Welcome to the Anthropocene! Biopolitics, Climate Change and the End of the World as We Know It
Format: Conference Paper
Publication Year: 2011
Source ID: shanti-sources-80116
Collection: Anthropocene and the Environmental Future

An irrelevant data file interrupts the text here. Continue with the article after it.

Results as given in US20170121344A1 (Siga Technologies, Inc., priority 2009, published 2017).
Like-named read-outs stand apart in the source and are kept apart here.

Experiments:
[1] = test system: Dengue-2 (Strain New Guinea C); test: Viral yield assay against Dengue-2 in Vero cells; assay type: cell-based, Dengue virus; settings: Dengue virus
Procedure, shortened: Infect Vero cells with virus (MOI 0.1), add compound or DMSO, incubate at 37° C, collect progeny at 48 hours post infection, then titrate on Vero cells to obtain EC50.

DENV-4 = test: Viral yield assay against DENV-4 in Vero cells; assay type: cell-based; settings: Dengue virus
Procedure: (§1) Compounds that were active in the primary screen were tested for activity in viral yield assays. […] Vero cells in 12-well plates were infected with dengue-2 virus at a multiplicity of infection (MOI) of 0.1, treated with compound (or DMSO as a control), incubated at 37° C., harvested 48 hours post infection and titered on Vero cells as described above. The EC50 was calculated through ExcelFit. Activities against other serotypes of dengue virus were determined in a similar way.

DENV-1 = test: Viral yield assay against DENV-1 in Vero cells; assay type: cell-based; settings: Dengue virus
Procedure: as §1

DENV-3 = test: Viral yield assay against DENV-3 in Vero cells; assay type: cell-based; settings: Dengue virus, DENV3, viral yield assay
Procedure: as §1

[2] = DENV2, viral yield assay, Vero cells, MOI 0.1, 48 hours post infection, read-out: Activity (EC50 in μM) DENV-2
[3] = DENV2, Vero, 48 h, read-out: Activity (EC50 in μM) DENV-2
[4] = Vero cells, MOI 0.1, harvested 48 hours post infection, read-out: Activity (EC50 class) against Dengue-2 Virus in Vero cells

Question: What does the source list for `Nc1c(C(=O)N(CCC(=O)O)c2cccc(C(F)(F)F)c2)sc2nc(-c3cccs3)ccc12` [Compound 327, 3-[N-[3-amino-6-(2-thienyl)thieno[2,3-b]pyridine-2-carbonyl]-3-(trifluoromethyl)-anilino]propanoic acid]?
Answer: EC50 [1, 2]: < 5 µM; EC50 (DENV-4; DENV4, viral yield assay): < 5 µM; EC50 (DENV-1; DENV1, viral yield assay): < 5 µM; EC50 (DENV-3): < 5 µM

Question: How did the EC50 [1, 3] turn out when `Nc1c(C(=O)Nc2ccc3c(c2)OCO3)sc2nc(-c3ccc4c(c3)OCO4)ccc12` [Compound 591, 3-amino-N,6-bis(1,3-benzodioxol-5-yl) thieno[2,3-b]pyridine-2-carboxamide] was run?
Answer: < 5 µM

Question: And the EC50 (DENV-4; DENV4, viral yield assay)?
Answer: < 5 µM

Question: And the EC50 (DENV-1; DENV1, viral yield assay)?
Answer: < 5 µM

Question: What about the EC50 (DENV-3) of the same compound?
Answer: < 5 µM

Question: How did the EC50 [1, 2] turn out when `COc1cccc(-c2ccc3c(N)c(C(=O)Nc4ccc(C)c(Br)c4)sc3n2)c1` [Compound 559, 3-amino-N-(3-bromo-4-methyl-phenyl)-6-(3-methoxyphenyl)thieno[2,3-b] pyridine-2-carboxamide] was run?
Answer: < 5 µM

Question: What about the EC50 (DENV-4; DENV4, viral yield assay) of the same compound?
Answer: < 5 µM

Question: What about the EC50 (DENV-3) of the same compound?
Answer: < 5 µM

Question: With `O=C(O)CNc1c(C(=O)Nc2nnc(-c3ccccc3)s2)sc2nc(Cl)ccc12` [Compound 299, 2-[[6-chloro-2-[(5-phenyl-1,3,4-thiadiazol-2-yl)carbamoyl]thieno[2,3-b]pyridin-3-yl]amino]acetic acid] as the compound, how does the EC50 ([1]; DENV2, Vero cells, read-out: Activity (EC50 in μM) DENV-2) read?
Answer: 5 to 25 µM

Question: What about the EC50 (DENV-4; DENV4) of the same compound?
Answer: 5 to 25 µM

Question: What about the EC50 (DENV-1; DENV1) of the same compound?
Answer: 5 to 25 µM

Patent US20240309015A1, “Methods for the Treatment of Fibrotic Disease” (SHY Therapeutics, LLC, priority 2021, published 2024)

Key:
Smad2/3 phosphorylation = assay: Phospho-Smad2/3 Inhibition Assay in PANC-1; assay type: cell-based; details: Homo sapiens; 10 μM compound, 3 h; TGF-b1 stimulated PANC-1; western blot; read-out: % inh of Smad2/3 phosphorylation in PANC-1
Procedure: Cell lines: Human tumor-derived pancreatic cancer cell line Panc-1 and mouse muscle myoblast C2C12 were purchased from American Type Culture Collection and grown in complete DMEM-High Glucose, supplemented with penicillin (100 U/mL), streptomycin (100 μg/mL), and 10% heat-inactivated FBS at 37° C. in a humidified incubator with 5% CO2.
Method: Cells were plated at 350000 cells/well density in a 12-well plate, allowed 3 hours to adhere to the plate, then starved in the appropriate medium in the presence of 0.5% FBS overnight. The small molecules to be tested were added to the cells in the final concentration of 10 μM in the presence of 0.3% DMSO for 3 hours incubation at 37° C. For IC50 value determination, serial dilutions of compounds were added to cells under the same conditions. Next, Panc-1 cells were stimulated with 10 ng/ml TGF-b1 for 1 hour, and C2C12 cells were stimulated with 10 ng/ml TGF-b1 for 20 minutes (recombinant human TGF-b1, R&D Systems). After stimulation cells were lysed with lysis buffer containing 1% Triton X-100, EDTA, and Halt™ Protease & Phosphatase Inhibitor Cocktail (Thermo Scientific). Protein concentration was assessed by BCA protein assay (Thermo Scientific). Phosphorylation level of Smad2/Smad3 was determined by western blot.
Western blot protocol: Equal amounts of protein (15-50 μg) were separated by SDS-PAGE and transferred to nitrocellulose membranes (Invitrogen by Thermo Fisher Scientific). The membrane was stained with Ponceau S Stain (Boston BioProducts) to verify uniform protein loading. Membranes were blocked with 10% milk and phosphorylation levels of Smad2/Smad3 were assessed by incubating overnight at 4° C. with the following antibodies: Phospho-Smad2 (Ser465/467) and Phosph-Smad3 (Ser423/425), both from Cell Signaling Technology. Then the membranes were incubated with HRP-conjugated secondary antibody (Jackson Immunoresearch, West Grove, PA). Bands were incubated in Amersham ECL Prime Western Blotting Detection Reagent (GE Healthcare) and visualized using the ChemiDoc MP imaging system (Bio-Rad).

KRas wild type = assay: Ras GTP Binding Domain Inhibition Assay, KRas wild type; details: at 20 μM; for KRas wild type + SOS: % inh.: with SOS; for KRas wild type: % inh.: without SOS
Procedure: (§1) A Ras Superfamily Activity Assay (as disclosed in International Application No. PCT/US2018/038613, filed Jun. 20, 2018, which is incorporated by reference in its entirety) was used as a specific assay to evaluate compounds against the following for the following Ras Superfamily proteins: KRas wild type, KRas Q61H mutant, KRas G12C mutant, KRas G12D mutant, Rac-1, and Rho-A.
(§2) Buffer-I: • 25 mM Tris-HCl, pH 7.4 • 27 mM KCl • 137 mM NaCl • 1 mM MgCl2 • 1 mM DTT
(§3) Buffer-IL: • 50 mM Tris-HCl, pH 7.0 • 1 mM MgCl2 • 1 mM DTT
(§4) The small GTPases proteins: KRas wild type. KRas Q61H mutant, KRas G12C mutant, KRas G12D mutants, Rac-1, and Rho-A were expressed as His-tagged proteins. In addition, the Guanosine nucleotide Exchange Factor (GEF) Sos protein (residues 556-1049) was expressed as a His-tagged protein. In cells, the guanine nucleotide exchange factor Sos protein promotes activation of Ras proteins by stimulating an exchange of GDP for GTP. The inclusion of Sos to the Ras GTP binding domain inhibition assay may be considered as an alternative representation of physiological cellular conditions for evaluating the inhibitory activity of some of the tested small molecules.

Abstract: Biopolitics has engaged emergence, and the contemporary concerns with disease and newforms of life as potential threats requiring numerous processes of security. This discussion has not yet substantially engaged with the “emergence” of urbanity as a “threat” to the Holocene climate system. Now that earth sciences are clear that we are in the Anthropocene, a geological era marked by the industrial production of novel forcing mechanisms in the biosphere, the climate security discussion has to engage biopolitics if the theoretical basis of both is to be informed by the other. None of this suggests either conceptual clarity, nor an obvious set of policy implications, but interrogating climate security as a policy desideratum within the conceptualisations of biopolitics offers some insights into the limits of both. It also raises questions of how Anthropocene futures are imagined and incorporated into political discourse, and how these might change if emergence and life, rather than cartographies of permanence, distance and protection are the lenses through which that future is projected. If stability and safe spaces are exceptions rather than the norm, much needs to be thought differently; not least the geopolitical categories brought to bear on the discussion of climate change.